Wednesday, 16 September 2015

Corbyn is an irrelevant decoy divorced from politics

Of all the things I presently consider important in British politics right now, Corbynmania is not high on my list. In fact, I might go as far as calling it tedious. If anything, it illustrates the degree to which the media has degraded when it comes to prioritising and reporting news of consequence. But that's nothing we didn't know already.

The media reaction has been pretty abysmal with the usual saturation coverage of every piece of trivial flotsam associated with the matter. It is often said that our politicians are out of touch but in reality, it is the media with their myopic fixations who are deeply out of touch. They have no idea of just how little those outside of their bubble actually care about it.

To ruminate on the ramifications of this event on British politics, at best I can say that it may spark some lively debate. It may well steer the political discourse in a direction not anticipated, but since a Corbyn-led Labour party will never be voted into power, there is little to get worked up about. In any event, it is more than four years before there is another general election.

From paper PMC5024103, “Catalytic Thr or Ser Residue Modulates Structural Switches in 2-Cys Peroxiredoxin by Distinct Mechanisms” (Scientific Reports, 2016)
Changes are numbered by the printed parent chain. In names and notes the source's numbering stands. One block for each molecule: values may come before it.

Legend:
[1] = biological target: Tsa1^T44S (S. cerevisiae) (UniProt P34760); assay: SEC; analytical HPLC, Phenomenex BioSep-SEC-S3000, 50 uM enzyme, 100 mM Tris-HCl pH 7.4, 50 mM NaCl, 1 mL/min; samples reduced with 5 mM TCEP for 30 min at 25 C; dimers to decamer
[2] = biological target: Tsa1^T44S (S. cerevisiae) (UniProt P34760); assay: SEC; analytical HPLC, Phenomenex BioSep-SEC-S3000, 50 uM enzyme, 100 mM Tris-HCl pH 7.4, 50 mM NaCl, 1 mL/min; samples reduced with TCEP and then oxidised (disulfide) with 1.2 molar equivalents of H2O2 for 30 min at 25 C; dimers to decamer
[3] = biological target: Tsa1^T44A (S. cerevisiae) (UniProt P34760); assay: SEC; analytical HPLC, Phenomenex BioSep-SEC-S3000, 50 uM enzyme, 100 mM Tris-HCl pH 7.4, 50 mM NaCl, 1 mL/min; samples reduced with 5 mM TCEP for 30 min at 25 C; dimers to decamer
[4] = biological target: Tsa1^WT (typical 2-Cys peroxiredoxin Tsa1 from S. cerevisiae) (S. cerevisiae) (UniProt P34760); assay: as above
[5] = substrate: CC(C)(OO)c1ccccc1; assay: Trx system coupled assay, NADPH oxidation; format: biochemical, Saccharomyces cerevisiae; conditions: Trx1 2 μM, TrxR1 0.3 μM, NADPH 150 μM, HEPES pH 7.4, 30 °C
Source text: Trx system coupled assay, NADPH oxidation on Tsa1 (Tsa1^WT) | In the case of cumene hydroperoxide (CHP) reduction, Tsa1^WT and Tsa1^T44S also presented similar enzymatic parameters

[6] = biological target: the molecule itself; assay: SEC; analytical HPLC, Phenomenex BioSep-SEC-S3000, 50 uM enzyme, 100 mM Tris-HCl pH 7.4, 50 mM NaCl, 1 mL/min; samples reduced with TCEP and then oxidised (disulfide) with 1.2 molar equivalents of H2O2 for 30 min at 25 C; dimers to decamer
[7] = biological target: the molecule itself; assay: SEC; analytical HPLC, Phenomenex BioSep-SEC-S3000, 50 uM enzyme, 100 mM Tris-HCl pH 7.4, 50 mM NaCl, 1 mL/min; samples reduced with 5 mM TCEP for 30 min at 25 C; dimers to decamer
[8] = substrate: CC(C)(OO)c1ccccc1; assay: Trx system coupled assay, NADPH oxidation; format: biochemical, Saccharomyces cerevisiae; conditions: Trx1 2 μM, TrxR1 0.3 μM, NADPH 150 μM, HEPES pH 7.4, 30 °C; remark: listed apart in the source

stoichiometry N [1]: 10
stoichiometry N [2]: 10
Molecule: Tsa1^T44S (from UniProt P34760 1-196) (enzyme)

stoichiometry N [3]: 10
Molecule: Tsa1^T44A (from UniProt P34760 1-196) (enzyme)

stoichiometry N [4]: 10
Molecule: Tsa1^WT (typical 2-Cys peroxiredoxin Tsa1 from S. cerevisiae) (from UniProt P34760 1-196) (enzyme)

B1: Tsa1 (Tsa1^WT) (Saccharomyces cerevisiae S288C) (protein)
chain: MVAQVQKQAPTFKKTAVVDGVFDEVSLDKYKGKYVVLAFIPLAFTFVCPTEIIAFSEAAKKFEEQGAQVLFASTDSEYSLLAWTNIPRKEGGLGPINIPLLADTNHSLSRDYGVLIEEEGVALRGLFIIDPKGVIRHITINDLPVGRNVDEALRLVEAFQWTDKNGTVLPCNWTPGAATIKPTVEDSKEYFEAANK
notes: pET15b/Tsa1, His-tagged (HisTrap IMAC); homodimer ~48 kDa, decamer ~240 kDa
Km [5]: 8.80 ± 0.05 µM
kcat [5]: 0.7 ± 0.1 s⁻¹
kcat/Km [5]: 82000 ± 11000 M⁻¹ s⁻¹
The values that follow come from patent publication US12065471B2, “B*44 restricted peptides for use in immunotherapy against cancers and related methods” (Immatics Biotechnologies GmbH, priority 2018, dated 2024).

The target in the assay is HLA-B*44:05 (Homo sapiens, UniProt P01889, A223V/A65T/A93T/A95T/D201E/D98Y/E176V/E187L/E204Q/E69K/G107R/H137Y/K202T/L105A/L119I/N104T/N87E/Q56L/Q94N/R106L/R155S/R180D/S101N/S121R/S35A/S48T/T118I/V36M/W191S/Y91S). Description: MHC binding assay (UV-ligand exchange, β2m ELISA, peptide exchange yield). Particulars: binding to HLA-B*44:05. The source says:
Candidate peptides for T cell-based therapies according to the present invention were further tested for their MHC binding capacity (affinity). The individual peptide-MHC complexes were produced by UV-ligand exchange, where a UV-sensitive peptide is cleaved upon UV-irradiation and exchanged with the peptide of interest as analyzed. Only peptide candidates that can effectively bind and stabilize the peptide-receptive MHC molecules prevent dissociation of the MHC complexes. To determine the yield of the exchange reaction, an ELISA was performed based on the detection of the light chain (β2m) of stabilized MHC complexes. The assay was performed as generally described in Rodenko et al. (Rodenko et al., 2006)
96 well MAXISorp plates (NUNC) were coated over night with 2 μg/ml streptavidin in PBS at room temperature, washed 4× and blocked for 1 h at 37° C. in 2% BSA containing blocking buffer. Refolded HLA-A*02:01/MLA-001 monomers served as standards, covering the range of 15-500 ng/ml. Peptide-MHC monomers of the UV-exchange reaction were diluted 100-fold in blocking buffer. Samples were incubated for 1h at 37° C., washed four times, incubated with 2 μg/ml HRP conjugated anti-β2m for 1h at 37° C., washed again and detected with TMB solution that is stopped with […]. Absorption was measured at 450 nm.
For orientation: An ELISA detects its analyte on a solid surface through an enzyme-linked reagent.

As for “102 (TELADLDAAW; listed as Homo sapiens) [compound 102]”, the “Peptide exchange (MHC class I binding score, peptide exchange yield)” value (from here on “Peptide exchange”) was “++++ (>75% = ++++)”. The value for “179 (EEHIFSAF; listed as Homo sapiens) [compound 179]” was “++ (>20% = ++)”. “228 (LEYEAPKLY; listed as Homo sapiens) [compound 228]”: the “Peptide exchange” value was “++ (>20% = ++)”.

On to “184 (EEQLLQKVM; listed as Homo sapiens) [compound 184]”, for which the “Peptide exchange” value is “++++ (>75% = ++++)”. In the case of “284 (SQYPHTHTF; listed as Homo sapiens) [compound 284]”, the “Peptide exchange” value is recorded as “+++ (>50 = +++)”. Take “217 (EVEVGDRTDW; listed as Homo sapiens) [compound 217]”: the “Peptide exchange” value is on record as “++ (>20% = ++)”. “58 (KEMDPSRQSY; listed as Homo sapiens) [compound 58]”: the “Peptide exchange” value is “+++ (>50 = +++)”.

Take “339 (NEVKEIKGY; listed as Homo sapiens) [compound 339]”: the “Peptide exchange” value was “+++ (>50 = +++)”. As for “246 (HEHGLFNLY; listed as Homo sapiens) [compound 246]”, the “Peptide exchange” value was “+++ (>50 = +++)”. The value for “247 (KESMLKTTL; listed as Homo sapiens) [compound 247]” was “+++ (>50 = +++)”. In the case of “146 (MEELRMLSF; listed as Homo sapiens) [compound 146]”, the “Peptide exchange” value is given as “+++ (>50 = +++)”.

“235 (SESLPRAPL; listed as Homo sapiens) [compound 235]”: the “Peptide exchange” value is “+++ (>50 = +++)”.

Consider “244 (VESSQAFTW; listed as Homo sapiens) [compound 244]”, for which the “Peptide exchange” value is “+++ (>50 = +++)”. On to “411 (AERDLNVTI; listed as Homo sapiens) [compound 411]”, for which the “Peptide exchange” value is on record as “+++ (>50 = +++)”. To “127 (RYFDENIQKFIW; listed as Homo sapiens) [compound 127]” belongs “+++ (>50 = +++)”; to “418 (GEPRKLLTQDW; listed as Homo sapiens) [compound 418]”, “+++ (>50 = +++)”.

As we discussed in last month's issue, if there was any danger of a real sea change in British politics, the public would mobilise faster than the establishment to thwart any such surge. And as dull as it is, it's nothing new either. History repeats and we have seen this before. Labour's history is replete with divisive leaders. Even in my lifetime I recall the woes of Neil Kinnock. There were the most stupendous rows and bitter fights, not to mention hugely expensive court cases. I can imagine we will see more of the same as the parliamentary party deserts Corbyn.

But even so, this is the politics of the Westminster bubble - far removed from the real business of government, adjacent to politics rather than the essence of it. It is an adjunct of the entertainment industry masquerading as news. The media now frames all politics in terms of tribal alliances with the next general election as their point of reference. But for Britain, the next major political contest is not a general election. It is a referendum on future membership of the EU.

In that respect politicians are entirely irrelevant. In a representative democracy politicians vote on our behalf, thus it is we who must persuade and influence politicians. In a referendum, we have our own votes and it is they who must persuade us. Roles are reversed and they become the supplicants.

In this particular fight, it is not a traditional battle of party agendas. Both Labour and the Conservatives are deeply split on the issue and it's not as simple as staying in or leaving. In both camps there are those who mistakenly believe the EU can be reformed and are waiting to see what reforms David Cameron will present to us. In this the EU itself is not a disinterested observer. It is an actor in its own right and will seek to heavily influence the vote by way of selective statements of intent.